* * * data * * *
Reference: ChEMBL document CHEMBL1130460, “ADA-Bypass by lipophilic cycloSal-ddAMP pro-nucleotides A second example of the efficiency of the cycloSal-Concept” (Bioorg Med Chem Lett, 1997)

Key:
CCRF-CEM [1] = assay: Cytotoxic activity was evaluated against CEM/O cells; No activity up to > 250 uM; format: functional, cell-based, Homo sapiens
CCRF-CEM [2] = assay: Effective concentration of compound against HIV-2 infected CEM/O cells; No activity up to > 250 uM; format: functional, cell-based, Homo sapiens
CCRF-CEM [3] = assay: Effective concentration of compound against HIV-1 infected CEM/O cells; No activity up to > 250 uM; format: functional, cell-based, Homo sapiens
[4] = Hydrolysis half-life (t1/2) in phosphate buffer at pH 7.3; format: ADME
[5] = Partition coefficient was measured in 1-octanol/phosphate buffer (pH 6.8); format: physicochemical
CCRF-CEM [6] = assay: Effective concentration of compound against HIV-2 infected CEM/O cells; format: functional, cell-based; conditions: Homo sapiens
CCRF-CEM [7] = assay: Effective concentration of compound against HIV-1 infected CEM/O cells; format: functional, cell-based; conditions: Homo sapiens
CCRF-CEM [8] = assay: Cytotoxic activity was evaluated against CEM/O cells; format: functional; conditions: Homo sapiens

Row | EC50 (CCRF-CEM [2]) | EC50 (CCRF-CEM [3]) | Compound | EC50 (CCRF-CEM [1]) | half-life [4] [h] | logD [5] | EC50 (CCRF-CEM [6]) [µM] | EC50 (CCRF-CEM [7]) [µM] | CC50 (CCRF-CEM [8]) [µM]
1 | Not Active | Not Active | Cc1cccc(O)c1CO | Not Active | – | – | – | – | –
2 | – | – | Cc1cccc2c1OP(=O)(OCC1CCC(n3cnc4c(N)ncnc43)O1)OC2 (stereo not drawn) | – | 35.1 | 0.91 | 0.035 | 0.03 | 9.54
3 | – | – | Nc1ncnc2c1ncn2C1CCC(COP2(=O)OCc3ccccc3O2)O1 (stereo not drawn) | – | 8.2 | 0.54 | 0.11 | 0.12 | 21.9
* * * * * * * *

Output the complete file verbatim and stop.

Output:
Reference: ChEMBL document CHEMBL1130460, “ADA-Bypass by lipophilic cycloSal-ddAMP pro-nucleotides A second example of the efficiency of the cycloSal-Concept” (Bioorg Med Chem Lett, 1997)

Key:
CCRF-CEM [1] = assay: Cytotoxic activity was evaluated against CEM/O cells; No activity up to > 250 uM; format: functional, cell-based, Homo sapiens
CCRF-CEM [2] = assay: Effective concentration of compound against HIV-2 infected CEM/O cells; No activity up to > 250 uM; format: functional, cell-based, Homo sapiens
CCRF-CEM [3] = assay: Effective concentration of compound against HIV-1 infected CEM/O cells; No activity up to > 250 uM; format: functional, cell-based, Homo sapiens
[4] = Hydrolysis half-life (t1/2) in phosphate buffer at pH 7.3; format: ADME
[5] = Partition coefficient was measured in 1-octanol/phosphate buffer (pH 6.8); format: physicochemical
CCRF-CEM [6] = assay: Effective concentration of compound against HIV-2 infected CEM/O cells; format: functional, cell-based; conditions: Homo sapiens
CCRF-CEM [7] = assay: Effective concentration of compound against HIV-1 infected CEM/O cells; format: functional, cell-based; conditions: Homo sapiens
CCRF-CEM [8] = assay: Cytotoxic activity was evaluated against CEM/O cells; format: functional; conditions: Homo sapiens

Row | EC50 (CCRF-CEM [2]) | EC50 (CCRF-CEM [3]) | Compound | EC50 (CCRF-CEM [1]) | half-life [4] [h] | logD [5] | EC50 (CCRF-CEM [6]) [µM] | EC50 (CCRF-CEM [7]) [µM] | CC50 (CCRF-CEM [8]) [µM]
1 | Not Active | Not Active | Cc1cccc(O)c1CO | Not Active | – | – | – | – | –
2 | – | – | Cc1cccc2c1OP(=O)(OCC1CCC(n3cnc4c(N)ncnc43)O1)OC2 (stereo not drawn) | – | 35.1 | 0.91 | 0.035 | 0.03 | 9.54
3 | – | – | Nc1ncnc2c1ncn2C1CCC(COP2(=O)OCc3ccccc3O2)O1 (stereo not drawn) | – | 8.2 | 0.54 | 0.11 | 0.12 | 21.9